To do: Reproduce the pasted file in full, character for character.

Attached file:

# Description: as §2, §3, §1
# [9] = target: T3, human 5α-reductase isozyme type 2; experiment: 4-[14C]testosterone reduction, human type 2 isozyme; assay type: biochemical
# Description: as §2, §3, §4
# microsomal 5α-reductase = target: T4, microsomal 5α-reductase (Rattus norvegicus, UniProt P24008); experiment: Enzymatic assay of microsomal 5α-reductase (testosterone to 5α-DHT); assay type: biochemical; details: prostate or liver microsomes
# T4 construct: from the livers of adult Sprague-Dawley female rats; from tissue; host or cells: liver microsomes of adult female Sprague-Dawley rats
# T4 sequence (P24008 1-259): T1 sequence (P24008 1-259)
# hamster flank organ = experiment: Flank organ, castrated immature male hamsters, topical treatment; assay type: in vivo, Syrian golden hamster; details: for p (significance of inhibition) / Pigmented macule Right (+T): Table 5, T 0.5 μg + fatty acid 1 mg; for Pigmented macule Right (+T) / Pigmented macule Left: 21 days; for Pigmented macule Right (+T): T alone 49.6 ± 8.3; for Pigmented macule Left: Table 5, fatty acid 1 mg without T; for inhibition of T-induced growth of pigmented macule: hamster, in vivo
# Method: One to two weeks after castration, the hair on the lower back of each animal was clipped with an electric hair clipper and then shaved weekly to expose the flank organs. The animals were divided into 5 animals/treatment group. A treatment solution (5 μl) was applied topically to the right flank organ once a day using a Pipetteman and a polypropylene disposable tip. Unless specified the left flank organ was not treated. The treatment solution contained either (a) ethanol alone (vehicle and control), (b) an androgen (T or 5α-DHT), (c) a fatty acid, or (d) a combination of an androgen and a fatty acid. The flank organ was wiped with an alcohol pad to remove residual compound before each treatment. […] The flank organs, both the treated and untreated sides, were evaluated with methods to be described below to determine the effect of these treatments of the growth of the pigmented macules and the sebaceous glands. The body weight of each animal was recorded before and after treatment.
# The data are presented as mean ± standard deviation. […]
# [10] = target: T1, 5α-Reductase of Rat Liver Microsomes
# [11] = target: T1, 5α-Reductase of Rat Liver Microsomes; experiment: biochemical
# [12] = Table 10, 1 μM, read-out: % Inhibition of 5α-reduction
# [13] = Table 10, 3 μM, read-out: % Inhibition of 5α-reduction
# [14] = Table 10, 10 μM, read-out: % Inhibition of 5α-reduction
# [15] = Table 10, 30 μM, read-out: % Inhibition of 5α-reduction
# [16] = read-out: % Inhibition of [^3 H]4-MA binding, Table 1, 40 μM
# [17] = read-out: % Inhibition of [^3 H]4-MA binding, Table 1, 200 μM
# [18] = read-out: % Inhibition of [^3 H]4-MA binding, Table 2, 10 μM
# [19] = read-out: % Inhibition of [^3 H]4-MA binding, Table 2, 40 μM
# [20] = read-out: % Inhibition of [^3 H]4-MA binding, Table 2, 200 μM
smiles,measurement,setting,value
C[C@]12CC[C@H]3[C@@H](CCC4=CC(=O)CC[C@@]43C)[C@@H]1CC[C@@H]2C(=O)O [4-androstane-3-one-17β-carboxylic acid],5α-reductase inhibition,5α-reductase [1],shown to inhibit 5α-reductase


# Description: as §2, §3, §1
# [9] = target: T3, human 5α-reductase isozyme type 2; experiment: 4-[14C]testosterone reduction, human type 2 isozyme; assay type: biochemical
# Description: as §2, §3, §4
# microsomal 5α-reductase = target: T4, microsomal 5α-reductase (Rattus norvegicus, UniProt P24008); experiment: Enzymatic assay of microsomal 5α-reductase (testosterone to 5α-DHT); assay type: biochemical; details: prostate or liver microsomes
# T4 construct: from the livers of adult Sprague-Dawley female rats; from tissue; host or cells: liver microsomes of adult female Sprague-Dawley rats
# T4 sequence (P24008 1-259): T1 sequence (P24008 1-259)
# hamster flank organ = experiment: Flank organ, castrated immature male hamsters, topical treatment; assay type: in vivo, Syrian golden hamster; details: for p (significance of inhibition) / Pigmented macule Right (+T): Table 5, T 0.5 μg + fatty acid 1 mg; for Pigmented macule Right (+T) / Pigmented macule Left: 21 days; for Pigmented macule Right (+T): T alone 49.6 ± 8.3; for Pigmented macule Left: Table 5, fatty acid 1 mg without T; for inhibition of T-induced growth of pigmented macule: hamster, in vivo
# Method: One to two weeks after castration, the hair on the lower back of each animal was clipped with an electric hair clipper and then shaved weekly to expose the flank organs. The animals were divided into 5 animals/treatment group. A treatment solution (5 μl) was applied topically to the right flank organ once a day using a Pipetteman and a polypropylene disposable tip. Unless specified the left flank organ was not treated. The treatment solution contained either (a) ethanol alone (vehicle and control), (b) an androgen (T or 5α-DHT), (c) a fatty acid, or (d) a combination of an androgen and a fatty acid. The flank organ was wiped with an alcohol pad to remove residual compound before each treatment. […] The flank organs, both the treated and untreated sides, were evaluated with methods to be described below to determine the effect of these treatments of the growth of the pigmented macules and the sebaceous glands. The body weight of each animal was recorded before and after treatment.
# The data are presented as mean ± standard deviation. […]
# [10] = target: T1, 5α-Reductase of Rat Liver Microsomes
# [11] = target: T1, 5α-Reductase of Rat Liver Microsomes; experiment: biochemical
# [12] = Table 10, 1 μM, read-out: % Inhibition of 5α-reduction
# [13] = Table 10, 3 μM, read-out: % Inhibition of 5α-reduction
# [14] = Table 10, 10 μM, read-out: % Inhibition of 5α-reduction
# [15] = Table 10, 30 μM, read-out: % Inhibition of 5α-reduction
# [16] = read-out: % Inhibition of [^3 H]4-MA binding, Table 1, 40 μM
# [17] = read-out: % Inhibition of [^3 H]4-MA binding, Table 1, 200 μM
# [18] = read-out: % Inhibition of [^3 H]4-MA binding, Table 2, 10 μM
# [19] = read-out: % Inhibition of [^3 H]4-MA binding, Table 2, 40 μM
# [20] = read-out: % Inhibition of [^3 H]4-MA binding, Table 2, 200 μM
smiles,measurement,setting,value
C[C@]12CC[C@H]3[C@@H](CCC4=CC(=O)CC[C@@]43C)[C@@H]1CC[C@@H]2C(=O)O [4-androstane-3-one-17β-carboxylic acid],5α-reductase inhibition,5α-reductase [1],shown to inhibit 5α-reductase